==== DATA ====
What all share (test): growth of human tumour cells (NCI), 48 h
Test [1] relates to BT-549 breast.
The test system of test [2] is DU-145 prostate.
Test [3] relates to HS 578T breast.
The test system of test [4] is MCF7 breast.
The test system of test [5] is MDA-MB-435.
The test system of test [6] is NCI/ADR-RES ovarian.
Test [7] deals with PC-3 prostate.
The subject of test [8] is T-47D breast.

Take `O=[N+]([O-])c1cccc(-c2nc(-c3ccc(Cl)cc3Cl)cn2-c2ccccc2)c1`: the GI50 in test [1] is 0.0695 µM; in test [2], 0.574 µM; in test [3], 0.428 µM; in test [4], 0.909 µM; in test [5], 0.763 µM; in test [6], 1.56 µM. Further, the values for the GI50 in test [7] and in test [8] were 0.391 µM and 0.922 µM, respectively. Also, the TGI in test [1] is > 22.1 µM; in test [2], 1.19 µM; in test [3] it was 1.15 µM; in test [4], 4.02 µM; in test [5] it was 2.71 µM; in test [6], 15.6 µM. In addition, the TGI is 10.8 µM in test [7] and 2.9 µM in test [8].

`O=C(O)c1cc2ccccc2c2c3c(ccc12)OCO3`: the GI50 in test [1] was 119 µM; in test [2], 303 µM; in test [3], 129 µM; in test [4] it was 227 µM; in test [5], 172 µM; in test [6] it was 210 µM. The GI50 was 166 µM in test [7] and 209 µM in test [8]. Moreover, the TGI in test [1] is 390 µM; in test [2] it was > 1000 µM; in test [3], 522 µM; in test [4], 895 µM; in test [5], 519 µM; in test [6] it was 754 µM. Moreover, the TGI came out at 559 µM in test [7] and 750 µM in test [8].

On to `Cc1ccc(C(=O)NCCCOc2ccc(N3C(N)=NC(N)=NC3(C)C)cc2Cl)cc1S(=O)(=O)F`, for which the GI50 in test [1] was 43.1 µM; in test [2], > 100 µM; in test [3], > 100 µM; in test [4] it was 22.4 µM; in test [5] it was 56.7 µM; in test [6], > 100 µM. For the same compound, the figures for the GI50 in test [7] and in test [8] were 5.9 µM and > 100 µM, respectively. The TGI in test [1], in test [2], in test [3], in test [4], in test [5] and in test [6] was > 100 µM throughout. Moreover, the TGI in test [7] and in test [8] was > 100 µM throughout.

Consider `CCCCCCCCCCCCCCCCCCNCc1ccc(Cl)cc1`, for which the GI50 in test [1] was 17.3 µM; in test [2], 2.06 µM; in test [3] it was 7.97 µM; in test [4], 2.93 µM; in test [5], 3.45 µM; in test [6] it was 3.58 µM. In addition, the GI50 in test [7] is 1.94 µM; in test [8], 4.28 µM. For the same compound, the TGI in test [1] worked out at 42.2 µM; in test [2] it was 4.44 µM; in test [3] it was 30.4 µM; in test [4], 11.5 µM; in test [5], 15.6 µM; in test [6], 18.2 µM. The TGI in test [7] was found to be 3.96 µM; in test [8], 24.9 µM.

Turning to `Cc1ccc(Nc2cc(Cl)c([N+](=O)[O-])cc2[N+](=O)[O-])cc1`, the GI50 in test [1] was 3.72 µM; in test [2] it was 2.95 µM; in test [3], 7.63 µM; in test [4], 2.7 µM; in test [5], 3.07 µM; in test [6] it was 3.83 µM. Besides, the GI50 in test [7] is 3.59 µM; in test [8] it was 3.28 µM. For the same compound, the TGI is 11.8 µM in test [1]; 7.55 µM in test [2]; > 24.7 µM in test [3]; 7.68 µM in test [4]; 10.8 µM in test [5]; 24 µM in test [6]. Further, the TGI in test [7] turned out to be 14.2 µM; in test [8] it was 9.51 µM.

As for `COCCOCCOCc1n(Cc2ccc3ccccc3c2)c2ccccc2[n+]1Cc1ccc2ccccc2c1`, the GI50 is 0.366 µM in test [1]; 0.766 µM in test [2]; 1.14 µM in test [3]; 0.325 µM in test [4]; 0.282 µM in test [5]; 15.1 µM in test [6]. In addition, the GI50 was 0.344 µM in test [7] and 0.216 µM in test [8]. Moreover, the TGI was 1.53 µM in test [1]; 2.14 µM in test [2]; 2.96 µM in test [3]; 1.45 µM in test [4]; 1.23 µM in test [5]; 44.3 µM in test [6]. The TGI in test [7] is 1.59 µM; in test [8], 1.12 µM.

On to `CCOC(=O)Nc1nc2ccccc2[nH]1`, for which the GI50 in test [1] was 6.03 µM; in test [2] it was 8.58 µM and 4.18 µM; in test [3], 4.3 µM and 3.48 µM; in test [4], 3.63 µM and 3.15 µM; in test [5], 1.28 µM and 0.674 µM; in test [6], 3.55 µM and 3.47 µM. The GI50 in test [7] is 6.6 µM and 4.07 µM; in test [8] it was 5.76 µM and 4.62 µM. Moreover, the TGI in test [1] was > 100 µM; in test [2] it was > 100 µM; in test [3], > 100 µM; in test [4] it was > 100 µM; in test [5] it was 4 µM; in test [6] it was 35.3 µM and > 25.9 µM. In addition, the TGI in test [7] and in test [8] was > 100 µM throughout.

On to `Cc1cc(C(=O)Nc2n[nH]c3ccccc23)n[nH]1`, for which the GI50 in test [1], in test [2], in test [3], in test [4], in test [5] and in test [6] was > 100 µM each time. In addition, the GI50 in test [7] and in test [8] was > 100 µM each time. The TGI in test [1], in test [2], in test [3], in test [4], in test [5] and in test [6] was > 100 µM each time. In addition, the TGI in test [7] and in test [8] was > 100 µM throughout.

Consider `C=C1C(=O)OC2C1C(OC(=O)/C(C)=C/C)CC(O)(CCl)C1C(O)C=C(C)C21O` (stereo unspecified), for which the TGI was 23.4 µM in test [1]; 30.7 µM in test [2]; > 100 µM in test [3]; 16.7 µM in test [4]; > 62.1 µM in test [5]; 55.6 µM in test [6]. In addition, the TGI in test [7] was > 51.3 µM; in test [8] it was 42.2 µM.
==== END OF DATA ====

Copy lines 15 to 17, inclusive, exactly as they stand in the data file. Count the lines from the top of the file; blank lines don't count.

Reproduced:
As for `COCCOCCOCc1n(Cc2ccc3ccccc3c2)c2ccccc2[n+]1Cc1ccc2ccccc2c1`, the GI50 is 0.366 µM in test [1]; 0.766 µM in test [2]; 1.14 µM in test [3]; 0.325 µM in test [4]; 0.282 µM in test [5]; 15.1 µM in test [6]. In addition, the GI50 was 0.344 µM in test [7] and 0.216 µM in test [8]. Moreover, the TGI was 1.53 µM in test [1]; 2.14 µM in test [2]; 2.96 µM in test [3]; 1.45 µM in test [4]; 1.23 µM in test [5]; 44.3 µM in test [6]. The TGI in test [7] is 1.59 µM; in test [8], 1.12 µM.

On to `CCOC(=O)Nc1nc2ccccc2[nH]1`, for which the GI50 in test [1] was 6.03 µM; in test [2] it was 8.58 µM and 4.18 µM; in test [3], 4.3 µM and 3.48 µM; in test [4], 3.63 µM and 3.15 µM; in test [5], 1.28 µM and 0.674 µM; in test [6], 3.55 µM and 3.47 µM. The GI50 in test [7] is 6.6 µM and 4.07 µM; in test [8] it was 5.76 µM and 4.62 µM. Moreover, the TGI in test [1] was > 100 µM; in test [2] it was > 100 µM; in test [3], > 100 µM; in test [4] it was > 100 µM; in test [5] it was 4 µM; in test [6] it was 35.3 µM and > 25.9 µM. In addition, the TGI in test [7] and in test [8] was > 100 µM throughout.

On to `Cc1cc(C(=O)Nc2n[nH]c3ccccc23)n[nH]1`, for which the GI50 in test [1], in test [2], in test [3], in test [4], in test [5] and in test [6] was > 100 µM each time. In addition, the GI50 in test [7] and in test [8] was > 100 µM each time. The TGI in test [1], in test [2], in test [3], in test [4], in test [5] and in test [6] was > 100 µM each time. In addition, the TGI in test [7] and in test [8] was > 100 µM throughout.